Flash drives. They are everywhere. One of the main reasons for their popularity is that they are so convenient in day to day usage!
With that being said, most of us are fairly basic users when it comes to USB thumb drive usage.
We use it to copy and move data from one computer to another. However, there is more than one usage for the humble USB drive. One of them is to make a bootable USB out of it.
“Woah woah, now hold on there! Why would I do that?”, I hear you ask. Well, a bootable USB provides a few advantages and below are a few typical use case scenarios where a bootable USB drive makes more sense than a CD/DVD.
DVD vs USB as Installation Media
- USB drives are faster than standard DVD drives and hence can significantly speed up the installation procedure and write times to the hard drive.
- DVD drives are prone to get scratched that may lead to loss of data. Also, they’re easier to misplace and a major hindrance if you’ve to carry multiple around just to install different OS’s.
- Some new computers such as Ultrabooks do not come with DVD drives. As a result, the bootable USB becomes the only option!
- Reusability of the USB thumb drive is far greater than standard DVD as you can reformat your bootable USB and then use it as a normal USB drive again once the process of installation is over!
Now I hope you’d see the merits of going for a USB drive over a standard DVD as your medium of choice when installing an OS. Now let’s get started with the process, shall we?
- 8 GB Pen drive.
- A working computer and an internet connection.
- You will also need Admin privileges on the computer.
- An ISO file of the operating system that has to be made into a bootable disc.
- The flash storage needs to be formatted before loading the operating system into it, so if you have any files you’d like to keep that are in this Flash drive then be sure to back them up before you begin with the process!
That’s all you need except for a spattering of common sense which I’m sure you’d have!
Creating a bootable USB in Windows
Skip step 1-5 if you already have an ISO file!
Download ImgBurn from this link.
Install it and start it up. Click on the create image file from disc.
Now we select where the source is, in most cases the DVD drive and also the destination folder. This where the created ISO which we will need in the later stages will be saved. Finally, you can edit the read speed but as this will not be used in a CD/DVD writer, you can let the default values stay.
Now the software starts doing its magic and you can see as the progress bar fills up. you can also tick one of the boxes to specify what the program will do once it’s finished conversion.
Navigate to the destination folder and you will be able to see your ISO file and you can use it in the next step.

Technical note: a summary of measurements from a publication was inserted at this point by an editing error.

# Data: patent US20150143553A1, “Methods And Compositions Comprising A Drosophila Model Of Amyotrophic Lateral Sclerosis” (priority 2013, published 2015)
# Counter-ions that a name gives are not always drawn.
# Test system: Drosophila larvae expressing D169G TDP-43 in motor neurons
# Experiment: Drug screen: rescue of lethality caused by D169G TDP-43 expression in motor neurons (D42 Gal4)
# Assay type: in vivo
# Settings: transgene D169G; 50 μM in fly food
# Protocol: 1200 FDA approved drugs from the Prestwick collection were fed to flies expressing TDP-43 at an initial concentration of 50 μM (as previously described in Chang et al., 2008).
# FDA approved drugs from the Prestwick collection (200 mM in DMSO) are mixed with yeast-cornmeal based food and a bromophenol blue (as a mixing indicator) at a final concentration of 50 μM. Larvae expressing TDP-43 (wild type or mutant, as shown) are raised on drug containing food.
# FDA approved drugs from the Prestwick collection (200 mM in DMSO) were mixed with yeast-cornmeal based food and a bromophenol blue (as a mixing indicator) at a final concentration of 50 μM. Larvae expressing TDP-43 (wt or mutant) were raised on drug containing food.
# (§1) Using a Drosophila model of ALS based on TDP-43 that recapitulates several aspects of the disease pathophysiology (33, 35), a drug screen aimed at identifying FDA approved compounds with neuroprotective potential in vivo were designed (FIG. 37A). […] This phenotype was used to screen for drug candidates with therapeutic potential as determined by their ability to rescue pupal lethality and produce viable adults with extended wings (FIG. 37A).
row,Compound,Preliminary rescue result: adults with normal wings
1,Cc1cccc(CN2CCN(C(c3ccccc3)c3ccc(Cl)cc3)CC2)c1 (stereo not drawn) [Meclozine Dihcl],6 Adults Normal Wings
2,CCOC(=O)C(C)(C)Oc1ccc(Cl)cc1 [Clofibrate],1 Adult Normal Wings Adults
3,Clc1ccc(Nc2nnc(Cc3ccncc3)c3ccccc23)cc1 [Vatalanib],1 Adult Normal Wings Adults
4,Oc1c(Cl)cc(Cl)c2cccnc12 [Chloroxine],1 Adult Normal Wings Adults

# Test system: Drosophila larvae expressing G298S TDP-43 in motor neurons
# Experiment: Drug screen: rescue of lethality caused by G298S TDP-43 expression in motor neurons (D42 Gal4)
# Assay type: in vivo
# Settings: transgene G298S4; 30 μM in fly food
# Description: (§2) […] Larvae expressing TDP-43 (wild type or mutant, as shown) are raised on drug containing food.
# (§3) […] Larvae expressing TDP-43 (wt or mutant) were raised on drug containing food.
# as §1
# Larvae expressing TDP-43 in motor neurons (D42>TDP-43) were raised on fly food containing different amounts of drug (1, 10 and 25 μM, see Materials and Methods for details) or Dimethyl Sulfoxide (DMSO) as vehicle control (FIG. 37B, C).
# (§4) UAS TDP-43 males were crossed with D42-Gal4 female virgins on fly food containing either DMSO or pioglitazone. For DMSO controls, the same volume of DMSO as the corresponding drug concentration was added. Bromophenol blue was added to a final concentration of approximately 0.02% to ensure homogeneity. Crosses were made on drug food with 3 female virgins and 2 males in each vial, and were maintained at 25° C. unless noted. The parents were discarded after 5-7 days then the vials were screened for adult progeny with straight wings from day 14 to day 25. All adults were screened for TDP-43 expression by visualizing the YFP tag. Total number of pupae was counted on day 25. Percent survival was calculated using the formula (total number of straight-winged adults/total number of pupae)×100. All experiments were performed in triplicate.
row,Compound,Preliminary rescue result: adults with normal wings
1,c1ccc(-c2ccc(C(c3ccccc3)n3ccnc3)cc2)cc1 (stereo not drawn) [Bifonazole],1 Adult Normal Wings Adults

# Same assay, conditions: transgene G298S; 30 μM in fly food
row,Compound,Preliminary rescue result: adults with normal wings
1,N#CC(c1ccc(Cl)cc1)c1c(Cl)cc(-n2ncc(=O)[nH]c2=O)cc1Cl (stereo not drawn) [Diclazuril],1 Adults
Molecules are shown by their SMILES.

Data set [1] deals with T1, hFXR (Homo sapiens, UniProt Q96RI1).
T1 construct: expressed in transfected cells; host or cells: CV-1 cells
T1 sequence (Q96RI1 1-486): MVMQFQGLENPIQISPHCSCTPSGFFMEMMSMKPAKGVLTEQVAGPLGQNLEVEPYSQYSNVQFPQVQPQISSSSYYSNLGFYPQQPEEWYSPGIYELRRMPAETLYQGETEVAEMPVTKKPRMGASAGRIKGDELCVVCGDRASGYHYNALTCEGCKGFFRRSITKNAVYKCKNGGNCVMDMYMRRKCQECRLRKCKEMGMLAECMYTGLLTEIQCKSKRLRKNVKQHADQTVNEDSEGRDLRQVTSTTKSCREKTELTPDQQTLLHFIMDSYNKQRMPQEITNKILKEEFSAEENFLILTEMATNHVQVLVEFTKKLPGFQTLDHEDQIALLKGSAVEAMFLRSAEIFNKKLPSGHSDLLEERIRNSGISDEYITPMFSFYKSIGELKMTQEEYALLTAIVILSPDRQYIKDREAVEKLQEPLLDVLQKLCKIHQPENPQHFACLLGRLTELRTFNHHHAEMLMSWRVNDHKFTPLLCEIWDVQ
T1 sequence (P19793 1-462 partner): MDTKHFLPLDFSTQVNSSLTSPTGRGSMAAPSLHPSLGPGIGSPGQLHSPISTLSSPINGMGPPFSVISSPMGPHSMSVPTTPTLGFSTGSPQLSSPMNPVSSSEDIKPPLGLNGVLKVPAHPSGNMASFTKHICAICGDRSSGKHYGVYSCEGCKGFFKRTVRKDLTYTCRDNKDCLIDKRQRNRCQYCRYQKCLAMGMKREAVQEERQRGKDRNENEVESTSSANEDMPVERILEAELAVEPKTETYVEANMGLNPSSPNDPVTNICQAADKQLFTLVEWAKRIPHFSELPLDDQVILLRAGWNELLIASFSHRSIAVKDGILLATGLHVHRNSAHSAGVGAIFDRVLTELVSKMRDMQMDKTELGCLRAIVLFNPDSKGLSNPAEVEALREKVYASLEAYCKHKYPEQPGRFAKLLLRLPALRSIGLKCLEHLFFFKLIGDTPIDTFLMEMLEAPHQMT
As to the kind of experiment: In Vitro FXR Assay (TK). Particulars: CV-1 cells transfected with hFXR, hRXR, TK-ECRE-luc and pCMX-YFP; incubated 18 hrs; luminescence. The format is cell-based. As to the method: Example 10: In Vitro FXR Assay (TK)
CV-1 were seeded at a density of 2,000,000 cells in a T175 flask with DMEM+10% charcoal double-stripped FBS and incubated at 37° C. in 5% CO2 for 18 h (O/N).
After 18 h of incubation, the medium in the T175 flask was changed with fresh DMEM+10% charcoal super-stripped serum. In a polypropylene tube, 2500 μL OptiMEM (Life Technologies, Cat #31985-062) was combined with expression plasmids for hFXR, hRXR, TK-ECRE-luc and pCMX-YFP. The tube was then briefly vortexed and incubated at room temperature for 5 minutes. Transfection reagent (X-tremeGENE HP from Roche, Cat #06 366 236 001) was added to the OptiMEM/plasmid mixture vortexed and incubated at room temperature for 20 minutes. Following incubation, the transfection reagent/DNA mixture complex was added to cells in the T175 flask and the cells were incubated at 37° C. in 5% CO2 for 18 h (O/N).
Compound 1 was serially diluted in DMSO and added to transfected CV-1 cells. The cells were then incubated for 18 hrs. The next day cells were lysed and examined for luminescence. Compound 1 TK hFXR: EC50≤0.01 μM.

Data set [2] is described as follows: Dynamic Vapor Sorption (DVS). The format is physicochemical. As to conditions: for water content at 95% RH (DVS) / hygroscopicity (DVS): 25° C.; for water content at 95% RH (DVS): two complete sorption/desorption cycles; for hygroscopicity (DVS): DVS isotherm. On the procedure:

Now while there are manual ways to create a bootable USB drive, using software like Rufus is much easier and time-saving.
However, if you guys wish to see the command prompt (geeky version!) of this procedure, leave a comment down below and we will be sure to make an article on it!
You can download Rufus directly from the original creator’s website. Click here to download Rufus. Once downloaded, you can run it directly – no installation is required.
Insert the USB flash drive that you wish to make a bootable ISO of. Make a backup of it if it has any files that you wish to save!
Now in this step, the key thing is to check and double check that under device you have selected the USB drive that you want to be made into a bootable disc. Be very careful as choosing the wrong drive will have its content deleted permanently.
Next thing to check is the partition scheme. Now not all Motherboards are UEFI. OS depending on your motherboard and the type of OS you want to be installing, choose between UEFI or the more standard BIOS.
Ensure that the Create a bootable disk using: option is checked, otherwise your laptop or PC won’t be able to boot from the USB drive.
Hit Start and let the magic happen! You’ll see that Rufus is quite fast and with most discs should be done in under 20 minutes. The speed will, of course, vary according to your PC hardware so please be patient!
Once you’re done, just eject the USB drive from your computer. Congratulations!
You now have your very own USB bootable drive! To use this drive reboot or power up the computer and it should boot from the drive. If not, enter the BIOS and ensure that the primary boot device is set as the ‘USB drive.’
That brings us to the end of this article which is the second in the series of how to make bootable USB drives in different Os’es.
If you wish to check out the Mac OS X version of this article you can check it out here! Leave all your questions or comments down below and I’ll see you in the next one!